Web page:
Fitch Ratings said that the economic outlook is brighter owing to an expected rollout of various vaccines in 2021.
"After several years of downgrades to India's medium-term growth outlook, we believe upgrades are now likely.
Fitch Ratings revised up India’s GDP projection to a contraction of 9.4 per cent due to a strong economic recovery in the second quarter of the current fiscal year. It earlier suggested that India’s GDP may shrink by 10.5 per cent in the FY21. Fitch Ratings further projected an 11 per cent growth and 6.3 per cent growth in the following years. In its Global Economic Outlook, the rating agency said that the coronavirus recession has inflicted severe economic scarring and the country needs to repair balance sheets and increase caution about long-term planning. It is to be noted that following the first-quarter results, Fitch Ratings had revised the full-year GDP projections to a contraction of 5 per cent, from a contraction of 10.5 per cent.
“The rebound in activity was especially sharp in the manufacturing sector as output reached its pre-pandemic level in Q2, and the manufacturing PMI hints at further gains,” the report said. It added that manufacturing is buoyed by strong demand for autos and pharmaceutical products, in particular. On the other hand, the rebound in the services sector was more muted amid continued social distancing, with containment measures scaled back only gradually.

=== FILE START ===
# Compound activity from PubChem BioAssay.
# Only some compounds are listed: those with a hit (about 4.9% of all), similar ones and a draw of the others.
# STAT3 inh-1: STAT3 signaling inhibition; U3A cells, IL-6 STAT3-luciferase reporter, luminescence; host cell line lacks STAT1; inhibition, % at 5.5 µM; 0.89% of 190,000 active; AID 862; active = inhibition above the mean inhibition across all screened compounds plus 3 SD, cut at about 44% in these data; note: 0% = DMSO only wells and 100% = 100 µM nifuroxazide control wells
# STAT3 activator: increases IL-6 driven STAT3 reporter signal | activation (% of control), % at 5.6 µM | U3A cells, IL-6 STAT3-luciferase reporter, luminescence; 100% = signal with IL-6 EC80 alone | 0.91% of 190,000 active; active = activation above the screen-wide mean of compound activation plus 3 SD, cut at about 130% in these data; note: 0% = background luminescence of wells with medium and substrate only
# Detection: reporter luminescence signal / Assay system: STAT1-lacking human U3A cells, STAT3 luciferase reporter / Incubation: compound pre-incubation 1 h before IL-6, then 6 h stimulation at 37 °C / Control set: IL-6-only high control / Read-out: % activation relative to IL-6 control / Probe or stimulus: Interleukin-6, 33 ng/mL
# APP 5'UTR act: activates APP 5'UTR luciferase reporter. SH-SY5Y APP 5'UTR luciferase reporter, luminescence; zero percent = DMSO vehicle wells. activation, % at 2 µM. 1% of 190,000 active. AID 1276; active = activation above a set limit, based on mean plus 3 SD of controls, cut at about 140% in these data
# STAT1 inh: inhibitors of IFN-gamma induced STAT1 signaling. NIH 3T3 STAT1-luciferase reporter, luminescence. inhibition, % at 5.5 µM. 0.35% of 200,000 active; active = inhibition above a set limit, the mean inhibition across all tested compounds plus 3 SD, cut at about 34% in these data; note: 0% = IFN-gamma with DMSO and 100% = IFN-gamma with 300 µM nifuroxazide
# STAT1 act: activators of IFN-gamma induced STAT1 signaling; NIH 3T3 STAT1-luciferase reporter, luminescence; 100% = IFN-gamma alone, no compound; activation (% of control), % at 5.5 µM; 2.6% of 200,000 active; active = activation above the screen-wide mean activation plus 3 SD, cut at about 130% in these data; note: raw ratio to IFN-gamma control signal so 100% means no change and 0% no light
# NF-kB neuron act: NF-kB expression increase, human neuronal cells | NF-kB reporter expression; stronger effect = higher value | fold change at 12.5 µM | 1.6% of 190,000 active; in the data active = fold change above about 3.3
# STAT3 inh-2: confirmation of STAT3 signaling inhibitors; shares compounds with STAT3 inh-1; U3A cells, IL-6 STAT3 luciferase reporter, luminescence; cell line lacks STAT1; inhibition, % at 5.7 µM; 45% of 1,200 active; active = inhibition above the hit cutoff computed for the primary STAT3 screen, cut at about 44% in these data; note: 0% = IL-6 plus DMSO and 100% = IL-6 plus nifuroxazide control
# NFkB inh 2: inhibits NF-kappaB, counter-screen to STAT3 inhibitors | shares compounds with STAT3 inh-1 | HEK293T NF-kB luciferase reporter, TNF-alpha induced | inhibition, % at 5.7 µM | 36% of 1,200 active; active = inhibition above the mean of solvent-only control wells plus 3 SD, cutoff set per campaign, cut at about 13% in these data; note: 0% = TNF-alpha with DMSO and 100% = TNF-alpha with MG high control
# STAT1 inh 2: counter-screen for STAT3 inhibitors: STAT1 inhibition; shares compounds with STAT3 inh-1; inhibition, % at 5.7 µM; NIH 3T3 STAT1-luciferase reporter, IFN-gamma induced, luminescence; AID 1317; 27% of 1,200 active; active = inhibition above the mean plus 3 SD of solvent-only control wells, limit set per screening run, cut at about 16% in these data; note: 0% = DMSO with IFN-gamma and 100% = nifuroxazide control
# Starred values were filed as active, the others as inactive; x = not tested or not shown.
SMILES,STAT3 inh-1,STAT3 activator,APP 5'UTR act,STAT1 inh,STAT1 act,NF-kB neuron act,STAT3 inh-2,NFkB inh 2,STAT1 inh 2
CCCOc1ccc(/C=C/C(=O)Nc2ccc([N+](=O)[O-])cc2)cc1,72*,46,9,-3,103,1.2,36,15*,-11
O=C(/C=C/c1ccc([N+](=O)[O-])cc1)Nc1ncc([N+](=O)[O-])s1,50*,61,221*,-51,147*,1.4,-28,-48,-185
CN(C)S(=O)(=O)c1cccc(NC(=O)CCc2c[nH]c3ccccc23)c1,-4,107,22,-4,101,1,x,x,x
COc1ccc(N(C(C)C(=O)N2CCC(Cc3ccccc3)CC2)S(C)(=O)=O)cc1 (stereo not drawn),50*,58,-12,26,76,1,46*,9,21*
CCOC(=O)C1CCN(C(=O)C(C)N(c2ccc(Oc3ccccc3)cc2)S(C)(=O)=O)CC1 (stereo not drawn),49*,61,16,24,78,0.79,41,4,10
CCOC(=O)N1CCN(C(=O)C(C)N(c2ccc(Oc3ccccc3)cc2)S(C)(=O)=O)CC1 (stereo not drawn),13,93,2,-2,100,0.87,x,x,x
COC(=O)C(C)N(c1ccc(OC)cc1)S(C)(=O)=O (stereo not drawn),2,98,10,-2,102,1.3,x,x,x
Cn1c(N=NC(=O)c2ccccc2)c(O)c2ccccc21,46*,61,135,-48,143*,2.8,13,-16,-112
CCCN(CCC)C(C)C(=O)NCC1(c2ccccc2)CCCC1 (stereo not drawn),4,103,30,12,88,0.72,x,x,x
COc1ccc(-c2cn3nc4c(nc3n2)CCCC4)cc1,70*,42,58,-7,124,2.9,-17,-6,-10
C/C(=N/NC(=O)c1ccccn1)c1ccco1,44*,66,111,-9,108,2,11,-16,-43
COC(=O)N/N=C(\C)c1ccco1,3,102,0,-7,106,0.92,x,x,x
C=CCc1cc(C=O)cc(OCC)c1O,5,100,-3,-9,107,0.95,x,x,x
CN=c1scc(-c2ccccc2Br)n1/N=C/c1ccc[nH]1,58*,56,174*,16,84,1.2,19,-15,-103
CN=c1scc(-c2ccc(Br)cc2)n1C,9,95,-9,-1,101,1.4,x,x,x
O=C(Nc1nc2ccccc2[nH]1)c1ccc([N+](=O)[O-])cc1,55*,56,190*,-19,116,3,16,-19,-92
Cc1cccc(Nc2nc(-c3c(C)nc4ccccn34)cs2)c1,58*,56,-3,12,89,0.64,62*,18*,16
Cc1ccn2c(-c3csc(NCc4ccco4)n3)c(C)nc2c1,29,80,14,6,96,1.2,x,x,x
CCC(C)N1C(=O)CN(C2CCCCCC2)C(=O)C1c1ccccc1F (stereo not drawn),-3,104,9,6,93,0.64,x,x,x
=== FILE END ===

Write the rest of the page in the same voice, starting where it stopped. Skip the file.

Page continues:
Fitch Ratings underlined that the outlook is brighter owing to an expected rollout of various vaccines in 2021. India has pre-ordered 160 crore doses including 50 crore doses of the Oxford/AstraZeneca vaccine. The rating agency believes that the distribution should allow a faster-than-expected easing of social-distancing restrictions and boost sentiment. However, the huge logistical and distribution challenges in India is still a caveat.
While the regional shutdowns are likely in the next few months, the supply disruptions are also inevitable. However, Fitch Ratings said that the inflation has now peaked and should start to decelerate rapidly on favourable base effects and an easing of supply disruptions. This is also expected to provide room for the RBI to cut interest rates in 2021. Fitch saw consumer price inflation at 4.9 per cent in the current fiscal, which would ease to 3.5 per cent in the next fiscal year.